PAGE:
July 2015 Newsletter

EXECUTIVE DIRECTOR UPDATE
Louise Stanton-Masten

Since the 2015 legislative session ended the WTA has been focused on undertaking the steps necessary to prepare our long-term funding legislation for the 2016 session. While it was disappointing to not get our bills passed this year or to get the interim funding that we were seeking, we are well underway with our action plans to build a successful campaign for the next session.
In June the WTA Board of Directors reviewed and approved a draft interim legislative plan, with objectives designed to position us for success. Work is ongoing to establish the final plan. Our primary objectives are to identify and secure additional support from businesses subject to the assessment fees; strengthen relationships and secure support from legislators; maintain and grow support from organizations that represent the assessed sectors; achieve support and commitment from non-assessed tourism industry sectors; build an outreach campaign. The WTA legislative committee will be working with grassroots teams in legislative districts and with tourism partners to help gain support for our legislation.
As we move forward with all of the components of our legislative plan we’ll be reaching out in a number of ways for member and stakeholder involvement. Your input and support will be critical in helping us get our legislation passed in the next session so that we achieve our goal of adequate funding to support our statewide tourism marketing program.

VISIT RAINIER CENTENNIAL GEOTOUR
Mary Kay Nelson, Executive Director, Visit Rainier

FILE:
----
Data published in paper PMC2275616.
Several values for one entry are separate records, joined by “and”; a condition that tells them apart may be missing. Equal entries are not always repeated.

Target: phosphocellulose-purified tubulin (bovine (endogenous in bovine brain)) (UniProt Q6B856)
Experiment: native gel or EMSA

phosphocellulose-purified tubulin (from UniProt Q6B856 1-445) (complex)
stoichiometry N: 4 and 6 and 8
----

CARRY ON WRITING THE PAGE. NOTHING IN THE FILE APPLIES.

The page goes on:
Visit Rainier has partnered with Mt. Rainier National Park and the Washington State Geocaching Association to create one more way to enjoy Mt. Rainier this summer, by launching the Visit Rainier Centennial GeoTour!

Over the next two years, 100 new geocaches will be placed around Mt. Rainier National Park and its gateway communities to celebrate the centennial of the National Park Service in 2016.
Geocaching is a real-world, outdoor treasure hunt using GPS-enabled devices. Participants navigate to a specific set of GPS coordinates and then attempt to find the geocache (container) hidden at that location.
The GeoTour has its own page on

geocaching.com

, which lists all the geocaches. Each cache contains a code word that participants can record in a passport (downloadable on VisitRainier.com). When the passport contains all 25 code words, participants can turn it in for a trackable pathtag. A new pathtag will be available for each series. If a player logs all 100 caches, they can receive a commemorative geocoin.
Caches on the Visit Rainier Centennial GeoTour will be released in four separate series, 25 at a time, the first release launched at 4 p.m. on June 13, 2015, following a CITO (Cache in Trash Out) event at Mt. Rainier National Park. A kick-off event was held.at Whittaker Mountaineering/RMI in Ashford.

Passports, prizes and giveaways were available. Over 800 finds were recorded in just 16 days on the first series of 25 caches.
For more information on the Visit Rainier Centennial GeoTour, check outwww.visitrainier.com or www.geocaching.com.

SPOKANE’S LITTLE VAN NAMED ACE TURNS ONE